Black and Latino students in New York City will have expanded access to after-school sports after a preliminary settlement has been reached earlier this week by New York Lawyers for Public Interest, the Public Schools Athletic League, and the Department of Education.
As part of the preliminary settlement, City officials will create at least 200 new sports teams by the year 2024 and the PSAL will work to help students at schools interested in playing sports find neighboring schools with appropriate playing space.
The City typically spends less money on sports teams per Black and Latino students compared to students of other races and Black and Latino students have access to fewer sports teams and fewer types of sports. Thousands of Black and Latino students in the city attend public schools with no team sports at all and are twice as likely to attend a school without a single sports team compared to students of other races, according to a press release.
“It has been about four years since I joined the fight for sports equity, but it’s been an even longer fight against social injustice. I joined this fight because I was once that kid amongst many others who did not know of our history and what was being taken from us. My hope when joining was to spread the truth to others who are unaware of the power of their voice. Sports along with education and our daily livelihood should continue to be fought for. The more people understand, the closer we get to a better, more inclusive life,” said Devaun Longley, one of the lead plaintiffs of the lawsuit.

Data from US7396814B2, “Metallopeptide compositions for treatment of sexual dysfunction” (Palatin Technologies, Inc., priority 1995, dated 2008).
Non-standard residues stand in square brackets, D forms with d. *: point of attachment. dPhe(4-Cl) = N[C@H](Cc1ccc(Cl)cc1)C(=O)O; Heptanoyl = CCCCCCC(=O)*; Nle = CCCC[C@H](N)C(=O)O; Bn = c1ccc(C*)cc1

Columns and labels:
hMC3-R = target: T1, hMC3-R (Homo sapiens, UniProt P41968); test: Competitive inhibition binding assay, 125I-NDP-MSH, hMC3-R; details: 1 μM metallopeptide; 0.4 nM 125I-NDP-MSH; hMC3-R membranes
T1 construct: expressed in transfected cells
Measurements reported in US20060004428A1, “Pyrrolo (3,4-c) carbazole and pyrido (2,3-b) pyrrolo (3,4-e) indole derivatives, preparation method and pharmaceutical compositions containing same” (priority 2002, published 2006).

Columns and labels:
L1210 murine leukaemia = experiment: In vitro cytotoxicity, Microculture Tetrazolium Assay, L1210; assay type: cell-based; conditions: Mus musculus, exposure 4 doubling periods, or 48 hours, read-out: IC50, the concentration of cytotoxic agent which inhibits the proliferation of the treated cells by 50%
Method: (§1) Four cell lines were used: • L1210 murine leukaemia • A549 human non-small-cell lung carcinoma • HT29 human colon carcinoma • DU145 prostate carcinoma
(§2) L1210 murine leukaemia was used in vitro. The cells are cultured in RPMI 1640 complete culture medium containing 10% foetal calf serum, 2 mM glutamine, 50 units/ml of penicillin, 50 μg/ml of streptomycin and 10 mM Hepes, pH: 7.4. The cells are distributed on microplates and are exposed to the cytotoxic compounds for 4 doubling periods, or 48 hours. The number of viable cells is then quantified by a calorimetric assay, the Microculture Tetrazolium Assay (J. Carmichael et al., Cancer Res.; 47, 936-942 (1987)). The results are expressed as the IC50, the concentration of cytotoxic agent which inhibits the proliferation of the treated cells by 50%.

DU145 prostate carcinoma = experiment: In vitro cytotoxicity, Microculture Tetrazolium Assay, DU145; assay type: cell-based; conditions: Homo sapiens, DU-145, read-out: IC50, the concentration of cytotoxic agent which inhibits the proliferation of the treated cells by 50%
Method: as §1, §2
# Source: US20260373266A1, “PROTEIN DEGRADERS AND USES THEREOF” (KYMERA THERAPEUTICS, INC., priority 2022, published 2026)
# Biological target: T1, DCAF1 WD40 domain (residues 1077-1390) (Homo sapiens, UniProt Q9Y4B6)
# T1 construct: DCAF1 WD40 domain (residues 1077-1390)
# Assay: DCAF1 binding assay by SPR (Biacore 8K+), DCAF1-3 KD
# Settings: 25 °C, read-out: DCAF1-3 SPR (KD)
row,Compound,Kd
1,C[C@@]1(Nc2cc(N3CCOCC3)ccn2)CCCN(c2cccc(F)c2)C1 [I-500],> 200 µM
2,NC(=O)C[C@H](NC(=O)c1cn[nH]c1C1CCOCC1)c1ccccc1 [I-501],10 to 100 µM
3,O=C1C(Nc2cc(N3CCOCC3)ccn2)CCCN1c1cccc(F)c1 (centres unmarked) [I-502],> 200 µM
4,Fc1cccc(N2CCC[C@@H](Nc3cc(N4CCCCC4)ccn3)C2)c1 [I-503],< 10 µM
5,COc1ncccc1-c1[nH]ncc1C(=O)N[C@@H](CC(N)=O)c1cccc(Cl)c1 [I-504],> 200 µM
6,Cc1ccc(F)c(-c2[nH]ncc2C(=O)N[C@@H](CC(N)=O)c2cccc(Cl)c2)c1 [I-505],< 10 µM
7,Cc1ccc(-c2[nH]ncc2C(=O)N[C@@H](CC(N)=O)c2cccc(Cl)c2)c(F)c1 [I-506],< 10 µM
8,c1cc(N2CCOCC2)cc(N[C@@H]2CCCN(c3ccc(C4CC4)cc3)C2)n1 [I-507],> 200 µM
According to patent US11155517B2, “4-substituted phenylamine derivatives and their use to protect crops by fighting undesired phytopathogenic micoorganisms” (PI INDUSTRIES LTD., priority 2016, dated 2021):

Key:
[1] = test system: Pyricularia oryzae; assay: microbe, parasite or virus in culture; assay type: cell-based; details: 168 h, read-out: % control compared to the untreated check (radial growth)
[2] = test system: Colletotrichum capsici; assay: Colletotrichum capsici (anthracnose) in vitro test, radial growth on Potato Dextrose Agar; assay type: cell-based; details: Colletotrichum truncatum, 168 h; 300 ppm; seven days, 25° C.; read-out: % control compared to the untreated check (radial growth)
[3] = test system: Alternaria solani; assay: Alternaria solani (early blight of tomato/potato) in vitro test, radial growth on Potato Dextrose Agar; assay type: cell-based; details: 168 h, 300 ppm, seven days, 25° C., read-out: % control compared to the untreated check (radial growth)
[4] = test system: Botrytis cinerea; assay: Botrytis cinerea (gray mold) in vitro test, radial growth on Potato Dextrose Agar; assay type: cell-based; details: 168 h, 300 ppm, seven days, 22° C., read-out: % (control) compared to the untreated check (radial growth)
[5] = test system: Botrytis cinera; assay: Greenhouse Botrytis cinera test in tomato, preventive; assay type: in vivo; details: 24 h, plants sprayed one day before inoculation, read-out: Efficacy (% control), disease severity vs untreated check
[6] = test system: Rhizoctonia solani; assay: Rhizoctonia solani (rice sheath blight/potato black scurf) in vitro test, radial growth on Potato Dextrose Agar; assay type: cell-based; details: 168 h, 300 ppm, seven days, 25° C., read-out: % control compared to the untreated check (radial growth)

The City will start work on crafting new teams this fall with the settlement expected to approve and finalize the settlement in the coming months, after giving class members the opportunity to weigh in. And after over a year and half of forced quarantine and canceled sports, the expanded access to sports is especially important for students’ physical health and mental health.
“As a student, I want a level playing field in academics as well as sports. Equality in sports impacts the health and self-development of students,” said Michael Pinckney, a high school senior at the High School for Construction, Trades, Engineering and Architecture
“New York City high school students, initially supported by Athletic Director David Garcia Rosen, challenged why their segregated schools—attended by mostly Black and Latinx students—had fewer sports teams than others and refused to accept inequality as inevitable,” said Co-counsel on the case, Katie Rosenfeld, Partner at Emery Celli LLP.